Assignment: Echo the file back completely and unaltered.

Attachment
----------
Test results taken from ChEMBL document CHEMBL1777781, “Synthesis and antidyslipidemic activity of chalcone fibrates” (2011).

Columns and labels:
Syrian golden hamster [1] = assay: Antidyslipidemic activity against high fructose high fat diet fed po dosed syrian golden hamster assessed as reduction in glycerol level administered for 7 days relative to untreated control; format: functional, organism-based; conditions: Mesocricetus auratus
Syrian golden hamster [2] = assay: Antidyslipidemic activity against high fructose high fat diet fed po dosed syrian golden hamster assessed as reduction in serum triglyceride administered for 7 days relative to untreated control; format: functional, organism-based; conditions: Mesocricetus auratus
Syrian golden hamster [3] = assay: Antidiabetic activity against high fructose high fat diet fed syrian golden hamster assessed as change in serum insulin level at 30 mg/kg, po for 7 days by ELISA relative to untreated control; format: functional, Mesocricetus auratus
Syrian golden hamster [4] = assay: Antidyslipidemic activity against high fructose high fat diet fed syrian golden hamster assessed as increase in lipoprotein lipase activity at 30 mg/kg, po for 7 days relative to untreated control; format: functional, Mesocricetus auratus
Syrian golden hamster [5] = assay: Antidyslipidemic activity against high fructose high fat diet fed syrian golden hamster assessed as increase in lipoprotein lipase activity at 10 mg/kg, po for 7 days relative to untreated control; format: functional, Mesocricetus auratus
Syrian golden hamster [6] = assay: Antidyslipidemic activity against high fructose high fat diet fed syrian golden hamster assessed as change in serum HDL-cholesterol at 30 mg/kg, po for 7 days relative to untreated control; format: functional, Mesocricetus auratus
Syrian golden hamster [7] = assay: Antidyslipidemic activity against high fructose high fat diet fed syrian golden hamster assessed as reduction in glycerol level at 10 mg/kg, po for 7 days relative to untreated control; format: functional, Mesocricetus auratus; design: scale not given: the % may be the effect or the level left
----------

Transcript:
Test results taken from ChEMBL document CHEMBL1777781, “Synthesis and antidyslipidemic activity of chalcone fibrates” (2011).

Columns and labels:
Syrian golden hamster [1] = assay: Antidyslipidemic activity against high fructose high fat diet fed po dosed syrian golden hamster assessed as reduction in glycerol level administered for 7 days relative to untreated control; format: functional, organism-based; conditions: Mesocricetus auratus
Syrian golden hamster [2] = assay: Antidyslipidemic activity against high fructose high fat diet fed po dosed syrian golden hamster assessed as reduction in serum triglyceride administered for 7 days relative to untreated control; format: functional, organism-based; conditions: Mesocricetus auratus
Syrian golden hamster [3] = assay: Antidiabetic activity against high fructose high fat diet fed syrian golden hamster assessed as change in serum insulin level at 30 mg/kg, po for 7 days by ELISA relative to untreated control; format: functional, Mesocricetus auratus
Syrian golden hamster [4] = assay: Antidyslipidemic activity against high fructose high fat diet fed syrian golden hamster assessed as increase in lipoprotein lipase activity at 30 mg/kg, po for 7 days relative to untreated control; format: functional, Mesocricetus auratus
Syrian golden hamster [5] = assay: Antidyslipidemic activity against high fructose high fat diet fed syrian golden hamster assessed as increase in lipoprotein lipase activity at 10 mg/kg, po for 7 days relative to untreated control; format: functional, Mesocricetus auratus
Syrian golden hamster [6] = assay: Antidyslipidemic activity against high fructose high fat diet fed syrian golden hamster assessed as change in serum HDL-cholesterol at 30 mg/kg, po for 7 days relative to untreated control; format: functional, Mesocricetus auratus
Syrian golden hamster [7] = assay: Antidyslipidemic activity against high fructose high fat diet fed syrian golden hamster assessed as reduction in glycerol level at 10 mg/kg, po for 7 days relative to untreated control; format: functional, Mesocricetus auratus; design: scale not given: the % may be the effect or the level left